Ahh! The compact challenge is almost to its end. It is actually hard to believe since I have stuck to the challenge for a while. I have been waiting for a while now to start my fall shopping. I find it hard to believe that I lasted over a month without buying new clothes or such. It will be relieving to go back to my regular shopping mode.
Alice Phun, Blog #6
Inside Source: Claire Dwyer. "Tracing Transnationalities Through Commodity Culture." Reader.
Outside Source: http://www.reddbridal.com/reddbridal/collections/traditional/images/orange-red-jacquard-lengha.jpg
Saturday, September 4, 2010
While reading Mullowney's article, I found it interesting how Japanese tattoos were at first art of the common people from printing blocks and then evolved into a higher status of yakuza culture through tattoos. There is also deeper meaning behind these tattoos as Mullowney mentioned that it was a badge of the working class and it was about becoming the artwork. Now, these tattoos have become fashionable for the new generation of working class youths who want to "touch their Japanese-ness," for those who have their own interpretation of their heroes, and for those who just love the exoticism within this artwork (like American culture).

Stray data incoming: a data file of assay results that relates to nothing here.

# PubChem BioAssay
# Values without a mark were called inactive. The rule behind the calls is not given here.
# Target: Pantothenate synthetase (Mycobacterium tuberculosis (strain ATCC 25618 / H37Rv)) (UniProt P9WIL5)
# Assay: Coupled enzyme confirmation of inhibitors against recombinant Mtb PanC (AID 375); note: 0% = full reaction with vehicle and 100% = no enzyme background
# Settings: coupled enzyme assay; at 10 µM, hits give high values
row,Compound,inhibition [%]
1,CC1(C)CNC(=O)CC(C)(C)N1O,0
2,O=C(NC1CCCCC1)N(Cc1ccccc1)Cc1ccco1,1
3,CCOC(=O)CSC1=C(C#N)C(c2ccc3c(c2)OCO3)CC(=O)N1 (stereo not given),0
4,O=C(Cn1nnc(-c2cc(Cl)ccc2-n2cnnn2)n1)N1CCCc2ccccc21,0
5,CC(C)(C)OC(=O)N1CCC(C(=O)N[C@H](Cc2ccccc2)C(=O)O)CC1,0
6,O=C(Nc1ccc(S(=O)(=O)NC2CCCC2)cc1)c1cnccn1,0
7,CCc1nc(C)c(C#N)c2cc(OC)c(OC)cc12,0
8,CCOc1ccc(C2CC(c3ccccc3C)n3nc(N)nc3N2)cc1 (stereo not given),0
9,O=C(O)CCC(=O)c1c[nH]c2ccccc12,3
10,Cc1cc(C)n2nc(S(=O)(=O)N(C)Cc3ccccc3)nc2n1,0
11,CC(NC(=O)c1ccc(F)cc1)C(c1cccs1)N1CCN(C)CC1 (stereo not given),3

It's interesting how yakuza tattoos have become popular and appeared in popular media. I believe that it's due to Western influence that these images of Yakuza tattoos have shown up in popular media, such as movies, shows, and video games. I believe that these tattoos are popular among individuals of this generation because of the exoticism these tattoos express and the Western idea of being an individual for Scrase states that, "Unlike the yakuza world, which employs tattoo as a statement of collective identity, newer wearers appear to regard tattoos as statements of individual identity (Scrase 163). Yakuza tattoos appear to be very unique and have many symbolic meanings so it's possible that people today want to express that in their own individuality by getting yakuza-like tattoos. Influence from the popular media portraying these tattoos may also play a major role in these tattoos among today's inviduals.